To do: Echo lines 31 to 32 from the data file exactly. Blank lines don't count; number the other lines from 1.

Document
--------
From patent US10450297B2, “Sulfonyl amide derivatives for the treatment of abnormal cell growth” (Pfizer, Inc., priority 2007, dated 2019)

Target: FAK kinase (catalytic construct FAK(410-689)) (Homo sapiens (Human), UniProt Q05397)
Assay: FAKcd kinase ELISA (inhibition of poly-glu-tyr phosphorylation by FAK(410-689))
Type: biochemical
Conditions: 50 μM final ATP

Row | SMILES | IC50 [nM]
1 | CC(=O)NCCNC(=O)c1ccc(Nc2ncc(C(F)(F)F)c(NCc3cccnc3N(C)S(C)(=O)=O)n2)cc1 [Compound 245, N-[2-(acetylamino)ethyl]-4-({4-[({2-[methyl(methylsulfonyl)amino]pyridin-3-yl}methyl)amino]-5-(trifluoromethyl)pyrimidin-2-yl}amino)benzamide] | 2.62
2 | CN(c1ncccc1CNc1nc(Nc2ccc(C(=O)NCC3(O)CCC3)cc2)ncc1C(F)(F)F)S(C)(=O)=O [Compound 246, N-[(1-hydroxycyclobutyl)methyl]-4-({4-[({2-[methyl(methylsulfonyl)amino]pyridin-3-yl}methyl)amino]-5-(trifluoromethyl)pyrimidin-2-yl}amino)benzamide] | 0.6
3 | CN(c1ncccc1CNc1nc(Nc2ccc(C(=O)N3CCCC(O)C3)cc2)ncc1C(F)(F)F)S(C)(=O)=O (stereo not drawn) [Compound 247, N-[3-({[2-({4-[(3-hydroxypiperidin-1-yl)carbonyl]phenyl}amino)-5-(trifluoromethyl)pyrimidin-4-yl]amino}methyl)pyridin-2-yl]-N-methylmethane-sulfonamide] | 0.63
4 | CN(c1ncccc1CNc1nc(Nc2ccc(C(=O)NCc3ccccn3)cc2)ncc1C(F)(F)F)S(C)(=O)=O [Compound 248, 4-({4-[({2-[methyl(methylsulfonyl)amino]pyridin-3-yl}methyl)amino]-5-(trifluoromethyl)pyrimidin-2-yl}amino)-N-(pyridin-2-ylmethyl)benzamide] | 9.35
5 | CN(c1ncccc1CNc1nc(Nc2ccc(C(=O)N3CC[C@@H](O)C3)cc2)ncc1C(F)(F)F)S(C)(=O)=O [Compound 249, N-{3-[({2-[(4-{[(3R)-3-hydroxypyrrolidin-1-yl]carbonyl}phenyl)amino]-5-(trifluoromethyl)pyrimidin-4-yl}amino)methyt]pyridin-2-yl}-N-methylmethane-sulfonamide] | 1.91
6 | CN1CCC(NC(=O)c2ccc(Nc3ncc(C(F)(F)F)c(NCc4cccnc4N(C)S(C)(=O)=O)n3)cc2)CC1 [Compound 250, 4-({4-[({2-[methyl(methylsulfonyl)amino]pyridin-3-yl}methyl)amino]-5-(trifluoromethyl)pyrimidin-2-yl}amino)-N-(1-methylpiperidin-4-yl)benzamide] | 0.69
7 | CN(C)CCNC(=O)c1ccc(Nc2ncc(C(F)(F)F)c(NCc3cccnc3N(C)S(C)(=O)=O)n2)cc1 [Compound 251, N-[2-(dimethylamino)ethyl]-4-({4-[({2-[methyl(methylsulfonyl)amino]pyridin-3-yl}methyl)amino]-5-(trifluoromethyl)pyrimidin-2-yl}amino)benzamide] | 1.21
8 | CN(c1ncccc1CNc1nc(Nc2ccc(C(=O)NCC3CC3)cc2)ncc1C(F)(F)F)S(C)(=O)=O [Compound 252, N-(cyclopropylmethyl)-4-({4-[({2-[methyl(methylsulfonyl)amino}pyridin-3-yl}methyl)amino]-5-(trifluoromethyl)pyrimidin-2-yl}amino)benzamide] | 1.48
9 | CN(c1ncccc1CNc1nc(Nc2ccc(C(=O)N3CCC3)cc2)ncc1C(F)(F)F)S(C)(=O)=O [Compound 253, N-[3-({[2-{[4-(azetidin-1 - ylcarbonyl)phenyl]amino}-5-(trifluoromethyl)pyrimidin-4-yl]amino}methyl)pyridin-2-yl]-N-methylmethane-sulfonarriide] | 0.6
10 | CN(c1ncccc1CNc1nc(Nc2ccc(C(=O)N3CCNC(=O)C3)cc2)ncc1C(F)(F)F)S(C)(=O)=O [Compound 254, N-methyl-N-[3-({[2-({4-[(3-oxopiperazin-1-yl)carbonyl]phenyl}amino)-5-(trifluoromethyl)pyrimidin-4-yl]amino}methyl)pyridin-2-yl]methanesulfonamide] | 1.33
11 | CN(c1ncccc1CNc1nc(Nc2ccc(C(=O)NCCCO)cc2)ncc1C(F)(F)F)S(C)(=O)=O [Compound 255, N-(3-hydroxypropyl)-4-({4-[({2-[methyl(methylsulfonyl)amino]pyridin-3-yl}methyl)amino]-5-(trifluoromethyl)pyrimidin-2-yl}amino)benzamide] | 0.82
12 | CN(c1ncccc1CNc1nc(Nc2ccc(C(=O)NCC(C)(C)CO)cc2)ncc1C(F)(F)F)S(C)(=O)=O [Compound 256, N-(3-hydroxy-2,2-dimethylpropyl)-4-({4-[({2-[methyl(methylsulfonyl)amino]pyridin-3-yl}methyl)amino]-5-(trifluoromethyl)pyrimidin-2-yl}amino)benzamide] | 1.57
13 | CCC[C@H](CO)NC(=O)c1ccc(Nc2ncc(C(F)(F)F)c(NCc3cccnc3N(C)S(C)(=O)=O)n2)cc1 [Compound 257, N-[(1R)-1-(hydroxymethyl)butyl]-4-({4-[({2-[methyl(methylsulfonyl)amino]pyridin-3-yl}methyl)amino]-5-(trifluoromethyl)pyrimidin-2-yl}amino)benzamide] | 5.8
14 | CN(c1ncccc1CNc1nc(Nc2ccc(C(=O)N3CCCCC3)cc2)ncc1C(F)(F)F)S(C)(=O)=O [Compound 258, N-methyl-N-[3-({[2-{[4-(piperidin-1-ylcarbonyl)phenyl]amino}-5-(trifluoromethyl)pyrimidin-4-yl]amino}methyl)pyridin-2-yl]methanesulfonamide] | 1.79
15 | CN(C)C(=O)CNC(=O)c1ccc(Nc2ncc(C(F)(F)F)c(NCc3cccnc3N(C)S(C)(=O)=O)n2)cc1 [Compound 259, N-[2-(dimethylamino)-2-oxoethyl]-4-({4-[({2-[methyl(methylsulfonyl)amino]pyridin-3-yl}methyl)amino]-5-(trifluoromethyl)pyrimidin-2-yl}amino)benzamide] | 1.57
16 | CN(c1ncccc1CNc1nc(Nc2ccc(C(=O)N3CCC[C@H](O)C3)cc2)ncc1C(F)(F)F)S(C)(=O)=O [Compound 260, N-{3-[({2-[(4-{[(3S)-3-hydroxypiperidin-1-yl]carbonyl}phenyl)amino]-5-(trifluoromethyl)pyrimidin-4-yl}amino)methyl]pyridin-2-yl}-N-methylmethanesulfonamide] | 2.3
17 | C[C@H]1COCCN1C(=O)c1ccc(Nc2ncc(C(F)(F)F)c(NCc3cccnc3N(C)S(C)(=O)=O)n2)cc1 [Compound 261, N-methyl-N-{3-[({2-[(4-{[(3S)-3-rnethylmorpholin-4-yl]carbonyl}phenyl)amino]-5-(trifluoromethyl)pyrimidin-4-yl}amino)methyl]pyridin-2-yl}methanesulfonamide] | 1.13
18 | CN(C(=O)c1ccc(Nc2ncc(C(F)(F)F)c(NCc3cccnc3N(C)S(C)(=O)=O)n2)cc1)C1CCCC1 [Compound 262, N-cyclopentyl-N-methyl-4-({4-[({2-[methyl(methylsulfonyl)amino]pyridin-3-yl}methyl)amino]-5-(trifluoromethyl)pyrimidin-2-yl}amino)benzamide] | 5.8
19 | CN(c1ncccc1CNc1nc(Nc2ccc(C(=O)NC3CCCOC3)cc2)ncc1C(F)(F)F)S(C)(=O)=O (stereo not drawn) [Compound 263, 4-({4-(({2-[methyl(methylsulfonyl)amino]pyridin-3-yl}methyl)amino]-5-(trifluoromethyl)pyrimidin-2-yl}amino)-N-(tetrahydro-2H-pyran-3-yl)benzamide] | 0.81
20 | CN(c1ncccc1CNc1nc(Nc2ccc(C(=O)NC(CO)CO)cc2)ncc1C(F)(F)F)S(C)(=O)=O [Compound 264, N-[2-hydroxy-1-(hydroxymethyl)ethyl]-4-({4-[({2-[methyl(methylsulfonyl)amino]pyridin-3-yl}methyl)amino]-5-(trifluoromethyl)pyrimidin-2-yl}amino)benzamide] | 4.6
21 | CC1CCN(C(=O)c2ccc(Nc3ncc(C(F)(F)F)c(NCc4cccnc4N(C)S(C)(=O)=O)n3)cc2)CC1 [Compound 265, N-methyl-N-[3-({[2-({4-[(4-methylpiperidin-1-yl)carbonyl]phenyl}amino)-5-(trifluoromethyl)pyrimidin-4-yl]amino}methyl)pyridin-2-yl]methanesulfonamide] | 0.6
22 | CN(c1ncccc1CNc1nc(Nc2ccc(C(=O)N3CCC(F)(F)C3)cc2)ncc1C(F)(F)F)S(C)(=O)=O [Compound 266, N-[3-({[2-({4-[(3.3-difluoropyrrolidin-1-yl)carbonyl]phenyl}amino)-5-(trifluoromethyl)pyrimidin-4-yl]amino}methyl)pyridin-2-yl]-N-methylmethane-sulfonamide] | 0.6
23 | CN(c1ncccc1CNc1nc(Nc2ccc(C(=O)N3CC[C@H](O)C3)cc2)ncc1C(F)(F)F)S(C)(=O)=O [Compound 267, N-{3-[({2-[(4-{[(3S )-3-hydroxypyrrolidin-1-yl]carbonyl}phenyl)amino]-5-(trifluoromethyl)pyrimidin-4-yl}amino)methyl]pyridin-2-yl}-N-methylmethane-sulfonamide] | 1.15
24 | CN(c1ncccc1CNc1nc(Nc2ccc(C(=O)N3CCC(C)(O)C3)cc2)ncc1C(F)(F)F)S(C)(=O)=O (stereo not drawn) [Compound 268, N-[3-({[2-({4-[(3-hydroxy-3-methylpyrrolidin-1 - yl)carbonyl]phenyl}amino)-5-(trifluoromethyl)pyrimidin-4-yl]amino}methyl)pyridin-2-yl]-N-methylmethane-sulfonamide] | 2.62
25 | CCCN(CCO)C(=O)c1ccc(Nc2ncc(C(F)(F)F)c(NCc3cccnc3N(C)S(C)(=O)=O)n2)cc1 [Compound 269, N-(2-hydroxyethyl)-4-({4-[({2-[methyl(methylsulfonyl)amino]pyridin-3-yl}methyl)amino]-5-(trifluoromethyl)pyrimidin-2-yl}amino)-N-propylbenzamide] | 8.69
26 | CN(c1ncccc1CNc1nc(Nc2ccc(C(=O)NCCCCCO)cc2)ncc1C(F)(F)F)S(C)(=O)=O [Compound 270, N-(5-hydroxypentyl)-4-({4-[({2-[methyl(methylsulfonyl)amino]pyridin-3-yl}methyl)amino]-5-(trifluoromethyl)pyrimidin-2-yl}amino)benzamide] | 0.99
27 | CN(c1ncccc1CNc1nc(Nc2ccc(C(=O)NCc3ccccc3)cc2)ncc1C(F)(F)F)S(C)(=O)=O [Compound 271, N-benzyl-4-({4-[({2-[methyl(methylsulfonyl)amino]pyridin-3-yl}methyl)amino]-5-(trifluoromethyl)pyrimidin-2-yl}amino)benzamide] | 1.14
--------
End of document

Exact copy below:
25 | CCCN(CCO)C(=O)c1ccc(Nc2ncc(C(F)(F)F)c(NCc3cccnc3N(C)S(C)(=O)=O)n2)cc1 [Compound 269, N-(2-hydroxyethyl)-4-({4-[({2-[methyl(methylsulfonyl)amino]pyridin-3-yl}methyl)amino]-5-(trifluoromethyl)pyrimidin-2-yl}amino)-N-propylbenzamide] | 8.69
26 | CN(c1ncccc1CNc1nc(Nc2ccc(C(=O)NCCCCCO)cc2)ncc1C(F)(F)F)S(C)(=O)=O [Compound 270, N-(5-hydroxypentyl)-4-({4-[({2-[methyl(methylsulfonyl)amino]pyridin-3-yl}methyl)amino]-5-(trifluoromethyl)pyrimidin-2-yl}amino)benzamide] | 0.99